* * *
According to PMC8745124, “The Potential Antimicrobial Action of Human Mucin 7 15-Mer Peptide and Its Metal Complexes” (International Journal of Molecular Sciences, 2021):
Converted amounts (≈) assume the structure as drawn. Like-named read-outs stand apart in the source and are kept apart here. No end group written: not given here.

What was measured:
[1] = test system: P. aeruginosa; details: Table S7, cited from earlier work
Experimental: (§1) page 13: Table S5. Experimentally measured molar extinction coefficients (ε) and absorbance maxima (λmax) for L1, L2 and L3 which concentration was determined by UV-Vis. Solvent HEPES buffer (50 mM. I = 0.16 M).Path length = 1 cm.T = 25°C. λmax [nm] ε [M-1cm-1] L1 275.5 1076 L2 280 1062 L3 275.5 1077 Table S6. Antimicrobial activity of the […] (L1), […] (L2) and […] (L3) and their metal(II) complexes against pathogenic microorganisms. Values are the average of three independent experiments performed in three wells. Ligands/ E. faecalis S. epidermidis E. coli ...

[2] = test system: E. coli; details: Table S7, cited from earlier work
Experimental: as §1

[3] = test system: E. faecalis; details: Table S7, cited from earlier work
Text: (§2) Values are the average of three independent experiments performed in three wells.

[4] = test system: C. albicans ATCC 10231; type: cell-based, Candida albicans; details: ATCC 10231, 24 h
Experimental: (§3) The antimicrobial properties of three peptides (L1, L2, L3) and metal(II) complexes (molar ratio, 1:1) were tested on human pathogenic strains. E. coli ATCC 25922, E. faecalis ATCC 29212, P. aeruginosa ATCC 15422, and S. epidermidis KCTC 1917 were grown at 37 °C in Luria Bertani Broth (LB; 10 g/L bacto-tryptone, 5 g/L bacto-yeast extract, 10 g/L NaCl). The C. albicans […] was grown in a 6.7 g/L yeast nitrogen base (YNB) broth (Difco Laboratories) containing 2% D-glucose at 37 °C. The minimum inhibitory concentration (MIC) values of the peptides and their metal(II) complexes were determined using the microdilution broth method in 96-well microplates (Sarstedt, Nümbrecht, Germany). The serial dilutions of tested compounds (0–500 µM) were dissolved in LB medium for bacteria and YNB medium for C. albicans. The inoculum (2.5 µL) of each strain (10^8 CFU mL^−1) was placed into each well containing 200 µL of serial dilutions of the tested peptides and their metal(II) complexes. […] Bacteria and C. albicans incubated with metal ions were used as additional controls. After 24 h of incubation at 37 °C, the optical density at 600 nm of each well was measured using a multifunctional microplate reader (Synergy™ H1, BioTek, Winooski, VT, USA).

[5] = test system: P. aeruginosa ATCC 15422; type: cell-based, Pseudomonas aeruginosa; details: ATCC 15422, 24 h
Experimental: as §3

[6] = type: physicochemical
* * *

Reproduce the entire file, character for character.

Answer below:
According to PMC8745124, “The Potential Antimicrobial Action of Human Mucin 7 15-Mer Peptide and Its Metal Complexes” (International Journal of Molecular Sciences, 2021):
Converted amounts (≈) assume the structure as drawn. Like-named read-outs stand apart in the source and are kept apart here. No end group written: not given here.

What was measured:
[1] = test system: P. aeruginosa; details: Table S7, cited from earlier work
Experimental: (§1) page 13: Table S5. Experimentally measured molar extinction coefficients (ε) and absorbance maxima (λmax) for L1, L2 and L3 which concentration was determined by UV-Vis. Solvent HEPES buffer (50 mM. I = 0.16 M).Path length = 1 cm.T = 25°C. λmax [nm] ε [M-1cm-1] L1 275.5 1076 L2 280 1062 L3 275.5 1077 Table S6. Antimicrobial activity of the […] (L1), […] (L2) and […] (L3) and their metal(II) complexes against pathogenic microorganisms. Values are the average of three independent experiments performed in three wells. Ligands/ E. faecalis S. epidermidis E. coli ...

[2] = test system: E. coli; details: Table S7, cited from earlier work
Experimental: as §1

[3] = test system: E. faecalis; details: Table S7, cited from earlier work
Text: (§2) Values are the average of three independent experiments performed in three wells.

[4] = test system: C. albicans ATCC 10231; type: cell-based, Candida albicans; details: ATCC 10231, 24 h
Experimental: (§3) The antimicrobial properties of three peptides (L1, L2, L3) and metal(II) complexes (molar ratio, 1:1) were tested on human pathogenic strains. E. coli ATCC 25922, E. faecalis ATCC 29212, P. aeruginosa ATCC 15422, and S. epidermidis KCTC 1917 were grown at 37 °C in Luria Bertani Broth (LB; 10 g/L bacto-tryptone, 5 g/L bacto-yeast extract, 10 g/L NaCl). The C. albicans […] was grown in a 6.7 g/L yeast nitrogen base (YNB) broth (Difco Laboratories) containing 2% D-glucose at 37 °C. The minimum inhibitory concentration (MIC) values of the peptides and their metal(II) complexes were determined using the microdilution broth method in 96-well microplates (Sarstedt, Nümbrecht, Germany). The serial dilutions of tested compounds (0–500 µM) were dissolved in LB medium for bacteria and YNB medium for C. albicans. The inoculum (2.5 µL) of each strain (10^8 CFU mL^−1) was placed into each well containing 200 µL of serial dilutions of the tested peptides and their metal(II) complexes. […] Bacteria and C. albicans incubated with metal ions were used as additional controls. After 24 h of incubation at 37 °C, the optical density at 600 nm of each well was measured using a multifunctional microplate reader (Synergy™ H1, BioTek, Winooski, VT, USA).

[5] = test system: P. aeruginosa ATCC 15422; type: cell-based, Pseudomonas aeruginosa; details: ATCC 15422, 24 h
Experimental: as §3

[6] = type: physicochemical